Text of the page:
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Dispelling the Myth of the “Three-Generation Rule” in Family-Owned Businesses

  • Persistent “three-generation rule” suggests that family-owned businesses are doomed to fail after being passed down a couple of times
  • Harvard Business Review article looks at the origins of this idea and seeks to dispel the myth
  • Family-owned businesses last longer than the standard company and enjoy a number of competitive advantages

Summary by Dirk Langeveld

Family-owned businesses account for 90 percent of companies in the United States as well as half the nation’s employment and GDP, according to the Census Bureau. They’re also doomed to fail after they’ve been passed down through the family a few times due to family disputes, irresponsible decisions by younger successors, or other factors, according to a persistent “three-generation rule.”

However, data suggests that family-owned businesses are much better-suited to endure for a long time. In a recent article for the Harvard Business Review, the co-founders of BanyanGlobal Family Business Advisors look at the origins of the three-generation rule and seek to dispel the myth.

  • The authors suggest that the rule stems from a single study in 1980 focusing on manufacturing companies in Illinois and defined 30-year blocs as generations; this research determined that only about one-third survived through the second generation and 13 percent through the third generation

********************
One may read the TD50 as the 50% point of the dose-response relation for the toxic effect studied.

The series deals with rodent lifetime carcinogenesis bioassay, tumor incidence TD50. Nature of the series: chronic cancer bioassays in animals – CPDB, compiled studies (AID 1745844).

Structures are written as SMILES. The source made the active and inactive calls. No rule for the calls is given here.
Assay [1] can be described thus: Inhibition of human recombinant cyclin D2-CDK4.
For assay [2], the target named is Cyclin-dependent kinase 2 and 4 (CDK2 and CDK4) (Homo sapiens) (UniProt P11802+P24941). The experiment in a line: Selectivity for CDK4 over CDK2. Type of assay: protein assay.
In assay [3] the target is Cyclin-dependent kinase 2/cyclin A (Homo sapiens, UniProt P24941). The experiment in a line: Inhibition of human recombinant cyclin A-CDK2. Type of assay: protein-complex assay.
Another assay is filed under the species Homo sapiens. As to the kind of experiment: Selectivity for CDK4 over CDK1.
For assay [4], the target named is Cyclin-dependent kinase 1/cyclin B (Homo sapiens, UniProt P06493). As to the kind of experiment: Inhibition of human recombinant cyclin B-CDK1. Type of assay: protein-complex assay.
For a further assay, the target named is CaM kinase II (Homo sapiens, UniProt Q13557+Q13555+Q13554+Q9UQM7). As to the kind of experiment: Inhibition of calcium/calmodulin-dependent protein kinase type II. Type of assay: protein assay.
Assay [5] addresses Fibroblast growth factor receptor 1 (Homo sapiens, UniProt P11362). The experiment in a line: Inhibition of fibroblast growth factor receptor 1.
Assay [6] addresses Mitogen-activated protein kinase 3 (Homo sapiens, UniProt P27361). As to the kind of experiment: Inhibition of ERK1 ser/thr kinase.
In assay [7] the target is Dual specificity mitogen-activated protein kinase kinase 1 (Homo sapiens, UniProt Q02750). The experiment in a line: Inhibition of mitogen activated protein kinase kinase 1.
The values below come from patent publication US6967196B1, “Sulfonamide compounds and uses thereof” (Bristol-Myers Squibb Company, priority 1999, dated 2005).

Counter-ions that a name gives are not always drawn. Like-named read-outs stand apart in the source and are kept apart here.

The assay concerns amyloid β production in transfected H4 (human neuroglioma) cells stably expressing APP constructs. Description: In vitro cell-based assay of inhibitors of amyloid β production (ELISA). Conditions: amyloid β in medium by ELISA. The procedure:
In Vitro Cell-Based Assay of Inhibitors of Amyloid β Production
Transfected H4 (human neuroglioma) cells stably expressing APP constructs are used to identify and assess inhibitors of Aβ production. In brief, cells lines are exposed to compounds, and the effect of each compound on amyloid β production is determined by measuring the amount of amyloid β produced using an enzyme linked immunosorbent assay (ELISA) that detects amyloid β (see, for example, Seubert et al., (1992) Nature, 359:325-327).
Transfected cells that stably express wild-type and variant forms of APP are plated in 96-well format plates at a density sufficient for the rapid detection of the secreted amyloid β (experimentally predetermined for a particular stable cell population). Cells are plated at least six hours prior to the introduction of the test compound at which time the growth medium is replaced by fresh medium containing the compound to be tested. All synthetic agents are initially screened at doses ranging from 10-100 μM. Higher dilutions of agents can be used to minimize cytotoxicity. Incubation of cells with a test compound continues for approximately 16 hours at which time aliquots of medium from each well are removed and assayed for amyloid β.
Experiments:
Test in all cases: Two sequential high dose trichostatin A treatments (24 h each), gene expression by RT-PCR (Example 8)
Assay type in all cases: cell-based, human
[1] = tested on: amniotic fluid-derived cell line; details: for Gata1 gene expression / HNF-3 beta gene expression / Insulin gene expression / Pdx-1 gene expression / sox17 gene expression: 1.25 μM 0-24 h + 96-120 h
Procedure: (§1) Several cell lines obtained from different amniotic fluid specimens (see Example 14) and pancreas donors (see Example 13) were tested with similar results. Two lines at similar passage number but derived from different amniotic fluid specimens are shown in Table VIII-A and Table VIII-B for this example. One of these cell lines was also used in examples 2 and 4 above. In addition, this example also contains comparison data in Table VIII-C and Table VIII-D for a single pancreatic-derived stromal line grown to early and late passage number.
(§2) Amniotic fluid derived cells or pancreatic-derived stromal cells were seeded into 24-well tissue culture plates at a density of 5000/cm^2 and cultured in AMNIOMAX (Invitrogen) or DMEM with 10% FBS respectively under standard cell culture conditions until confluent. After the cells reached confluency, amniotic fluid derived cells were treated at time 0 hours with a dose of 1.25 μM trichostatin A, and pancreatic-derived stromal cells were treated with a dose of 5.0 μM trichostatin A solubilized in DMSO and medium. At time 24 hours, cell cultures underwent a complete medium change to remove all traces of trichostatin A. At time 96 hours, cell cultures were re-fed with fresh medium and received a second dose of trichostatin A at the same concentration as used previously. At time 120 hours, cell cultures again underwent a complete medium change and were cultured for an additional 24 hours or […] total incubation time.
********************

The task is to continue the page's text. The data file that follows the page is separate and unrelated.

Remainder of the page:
• On the whole, data suggests that family-owned businesses last much longer than the standard company; one in three companies don’t make it past five years, and the average publicly traded company between 1950 and 2009 only lasted about 15 years
  • Wealth generated in a family business is sometimes squandered by a later generation, but typically helps set them up for ongoing success
  • Other competitive advantages include the ability to adapt quickly and balance short-term objectives with a long-term vision
  • The three-generation rule can nevertheless influence business decisions, with some advisors even urging business owners not to pass down the company to family in their succession plan

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